He makes some great observations, including a chapter on sweating the small stuff (you should) and treating the things that lead up to the big events (going to space) as just as important as those big events. It makes sense – if everything is focused on these large events that may or may not happen, and that’s all that is seen as worthwhile, everything else (the vast majority of life) will seem like a waste, or sad. And while it might not be this dire for all of us, his advice of being as prepared as possible and thinking about the ‘next thing that will kill me’ can be helpful too.

I also really liked his discussion of being a minus one, a zero, or a plus one. His idea is that we are all one of those things in each role we fill, and those who come in aiming to be a plus one when they are new on the scene tend to end up as a minus one. He suggest we all aim to be a zero (someone who doesn’t screw things up, but isn’t the champion), and by doing that, as we develop expertise in the area, we eventually will end up being a plus one.

I think that with many of his suggestions you could argue that there is a downside (if you’re focused on the small stuff, how do you look at the bigger picture), but I also think it depends on perspective. In that example, you look at the big picture but then break it down into much smaller steps to complete to get there, and care about each of those steps. Which actually seems to match most of the advice people give with things like goals and resolutions. My goal might be to buy a house, but I can’t just say that and then it happens. There are a lot of smaller steps involved, and each of those involves smaller steps, and it makes sense to lay them out and work at doing those steps well.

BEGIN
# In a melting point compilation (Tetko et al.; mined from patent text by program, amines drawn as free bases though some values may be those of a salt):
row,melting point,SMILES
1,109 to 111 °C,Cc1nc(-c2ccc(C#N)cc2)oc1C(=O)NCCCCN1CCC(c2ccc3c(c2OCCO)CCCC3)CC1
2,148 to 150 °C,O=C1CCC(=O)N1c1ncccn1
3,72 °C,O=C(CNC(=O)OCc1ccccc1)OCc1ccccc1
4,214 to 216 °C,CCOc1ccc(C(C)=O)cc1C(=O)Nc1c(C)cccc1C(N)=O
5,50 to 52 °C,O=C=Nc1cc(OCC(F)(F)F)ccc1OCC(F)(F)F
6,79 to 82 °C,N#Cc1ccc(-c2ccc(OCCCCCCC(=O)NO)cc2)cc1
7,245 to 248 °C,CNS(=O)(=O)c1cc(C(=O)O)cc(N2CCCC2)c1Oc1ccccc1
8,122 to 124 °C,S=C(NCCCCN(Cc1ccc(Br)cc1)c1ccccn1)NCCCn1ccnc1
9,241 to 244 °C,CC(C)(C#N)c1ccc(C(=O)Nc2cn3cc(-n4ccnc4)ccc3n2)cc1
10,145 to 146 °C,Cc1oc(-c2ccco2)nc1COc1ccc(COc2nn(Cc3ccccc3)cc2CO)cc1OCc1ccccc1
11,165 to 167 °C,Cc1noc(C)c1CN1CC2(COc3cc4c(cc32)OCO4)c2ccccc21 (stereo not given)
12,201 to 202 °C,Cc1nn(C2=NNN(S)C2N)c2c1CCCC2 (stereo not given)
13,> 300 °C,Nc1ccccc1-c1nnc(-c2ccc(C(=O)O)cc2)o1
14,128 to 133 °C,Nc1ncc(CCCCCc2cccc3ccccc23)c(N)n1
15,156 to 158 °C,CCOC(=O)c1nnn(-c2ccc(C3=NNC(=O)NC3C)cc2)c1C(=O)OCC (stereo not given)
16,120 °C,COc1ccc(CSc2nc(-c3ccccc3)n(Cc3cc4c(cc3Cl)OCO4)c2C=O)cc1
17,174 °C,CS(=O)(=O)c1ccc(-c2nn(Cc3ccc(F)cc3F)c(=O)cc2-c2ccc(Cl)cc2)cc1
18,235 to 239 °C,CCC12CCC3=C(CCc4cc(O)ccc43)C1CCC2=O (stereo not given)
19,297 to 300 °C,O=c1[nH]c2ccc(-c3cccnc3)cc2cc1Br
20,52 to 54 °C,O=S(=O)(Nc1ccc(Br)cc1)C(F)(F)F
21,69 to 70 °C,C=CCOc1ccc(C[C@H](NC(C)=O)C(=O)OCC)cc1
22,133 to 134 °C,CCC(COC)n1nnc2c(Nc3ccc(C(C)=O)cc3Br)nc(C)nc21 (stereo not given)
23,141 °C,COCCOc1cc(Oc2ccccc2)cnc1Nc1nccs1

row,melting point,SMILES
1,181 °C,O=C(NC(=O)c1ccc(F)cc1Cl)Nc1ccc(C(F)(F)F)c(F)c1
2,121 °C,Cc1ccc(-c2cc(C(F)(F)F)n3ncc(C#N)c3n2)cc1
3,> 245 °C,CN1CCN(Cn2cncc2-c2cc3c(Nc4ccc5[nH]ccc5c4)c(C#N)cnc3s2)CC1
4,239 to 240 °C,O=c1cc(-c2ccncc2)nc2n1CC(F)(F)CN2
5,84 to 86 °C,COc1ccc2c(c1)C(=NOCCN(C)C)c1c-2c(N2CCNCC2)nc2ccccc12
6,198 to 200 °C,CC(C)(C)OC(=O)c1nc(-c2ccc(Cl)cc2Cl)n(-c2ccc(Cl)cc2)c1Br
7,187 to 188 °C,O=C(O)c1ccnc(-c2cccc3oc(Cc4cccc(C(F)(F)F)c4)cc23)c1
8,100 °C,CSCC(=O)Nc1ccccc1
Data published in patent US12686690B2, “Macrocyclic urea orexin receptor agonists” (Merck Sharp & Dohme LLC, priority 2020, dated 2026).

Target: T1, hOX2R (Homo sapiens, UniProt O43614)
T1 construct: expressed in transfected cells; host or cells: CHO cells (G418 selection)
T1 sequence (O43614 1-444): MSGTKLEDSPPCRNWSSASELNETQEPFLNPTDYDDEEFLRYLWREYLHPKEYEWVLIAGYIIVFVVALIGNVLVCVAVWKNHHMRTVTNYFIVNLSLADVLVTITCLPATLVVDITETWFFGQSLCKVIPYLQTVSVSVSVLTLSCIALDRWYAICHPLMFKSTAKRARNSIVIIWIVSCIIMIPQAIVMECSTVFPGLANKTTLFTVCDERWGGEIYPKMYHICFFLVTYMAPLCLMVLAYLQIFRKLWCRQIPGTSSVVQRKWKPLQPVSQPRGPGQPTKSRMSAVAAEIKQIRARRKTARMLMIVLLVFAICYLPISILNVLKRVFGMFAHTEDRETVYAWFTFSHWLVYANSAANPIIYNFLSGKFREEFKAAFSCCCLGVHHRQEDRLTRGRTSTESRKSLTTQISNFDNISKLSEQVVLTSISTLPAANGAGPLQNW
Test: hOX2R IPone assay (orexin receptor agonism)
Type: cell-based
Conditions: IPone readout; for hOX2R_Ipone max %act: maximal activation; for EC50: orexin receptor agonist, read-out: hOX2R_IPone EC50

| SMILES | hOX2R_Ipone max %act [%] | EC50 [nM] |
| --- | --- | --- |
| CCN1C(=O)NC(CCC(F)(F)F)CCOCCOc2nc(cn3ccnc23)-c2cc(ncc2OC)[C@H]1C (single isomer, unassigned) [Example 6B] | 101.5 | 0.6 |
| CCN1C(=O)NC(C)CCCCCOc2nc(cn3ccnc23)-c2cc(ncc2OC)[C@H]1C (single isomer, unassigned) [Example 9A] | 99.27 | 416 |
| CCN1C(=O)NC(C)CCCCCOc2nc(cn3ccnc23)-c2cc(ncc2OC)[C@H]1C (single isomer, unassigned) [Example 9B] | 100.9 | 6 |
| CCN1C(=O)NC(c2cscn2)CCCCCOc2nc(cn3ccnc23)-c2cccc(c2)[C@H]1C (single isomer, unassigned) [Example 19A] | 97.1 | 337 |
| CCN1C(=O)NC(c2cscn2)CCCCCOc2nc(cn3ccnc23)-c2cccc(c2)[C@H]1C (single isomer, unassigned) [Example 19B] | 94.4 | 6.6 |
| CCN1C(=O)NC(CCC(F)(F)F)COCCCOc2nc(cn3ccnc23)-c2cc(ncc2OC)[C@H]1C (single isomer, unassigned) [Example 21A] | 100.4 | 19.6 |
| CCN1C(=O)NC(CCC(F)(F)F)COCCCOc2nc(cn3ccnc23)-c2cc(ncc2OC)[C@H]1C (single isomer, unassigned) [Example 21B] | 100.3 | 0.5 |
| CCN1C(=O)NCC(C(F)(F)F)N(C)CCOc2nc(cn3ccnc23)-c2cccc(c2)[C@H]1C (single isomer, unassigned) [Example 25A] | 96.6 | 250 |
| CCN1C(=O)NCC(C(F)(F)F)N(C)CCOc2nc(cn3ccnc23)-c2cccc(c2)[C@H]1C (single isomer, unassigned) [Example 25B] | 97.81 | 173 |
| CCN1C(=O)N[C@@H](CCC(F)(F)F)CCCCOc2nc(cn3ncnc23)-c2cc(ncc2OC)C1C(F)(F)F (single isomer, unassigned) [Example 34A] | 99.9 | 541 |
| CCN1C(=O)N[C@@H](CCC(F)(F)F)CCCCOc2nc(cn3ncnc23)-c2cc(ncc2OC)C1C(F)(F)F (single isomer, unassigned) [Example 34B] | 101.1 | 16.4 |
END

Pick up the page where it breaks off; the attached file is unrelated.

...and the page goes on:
I’d recommend this book for sure – it was a pretty quick read for 300 pages, and his writing is interesting and vivid. If you aren’t going to get a chance to read it, though, please check out the video the author put together while on the ISS. You may have seen it before. It’s pretty great.
… (more)
LibraryThing member Meggo
The story of an astronaut's life as told my Chris Hadfield, veteran of two Shuttle launches and a several months' stay on the International Space Station. I literally could not put this book down. Full of fascinating anecdotes and useful learnings, I recommend this book to anyone who is interested in space, science, or exploration.… (more)
LibraryThing member bragan
Retired astronaut Chris Hadfield is undoubtedly best known for the video of him playing guitar and singing David Bowie's "Space Oddity, " while actually in space. He's also made a bunch of other videos and maintains a fantastically popular Twitter feed, and is just generally terrific at putting a likeable, human face on the space program for the public at large, while stirring up some of that good old-fashioned sense of excitement and wonder.

In this book he talks about how he achieved his ambition to become an astronaut, his accomplishments in space, the fascinating details of life on the International Space Station, and the often-overlooked realities of the 95% of the astronaut job that takes place on the ground. He also talks a lot about the attitudes and philosophies that got him where he is, and the principles and strategies he believes are essential to success in an environment that can all too easily kill you. (In very brief summary, these more or less boil down to being crazy-prepared and highly detail-oriented, and not letting your ego get in your way.)

This can be read as a sort of self-help book, and I can see its key insights potentially being of real use to those who are open to them, especially to people who work in, or have ambitions towards high-pressure, high-stakes careers. At the very least, Hadfield is clearly an infinitely better role model than your average motivational speaker. It can also be enjoyed just as an interesting memoir, and as a thoughtful, intelligent look at what constitutes "the right stuff" in the modern space program.
… (more)
LibraryThing member LynnB
Inspirational for everyone from aspiring astronauts to retired bookworms (i.e., me!) Often funny, with fascinating insight into the life of an astronaut, both on earth and in space. Col. Hadfield is a great Canadian, and a good writer.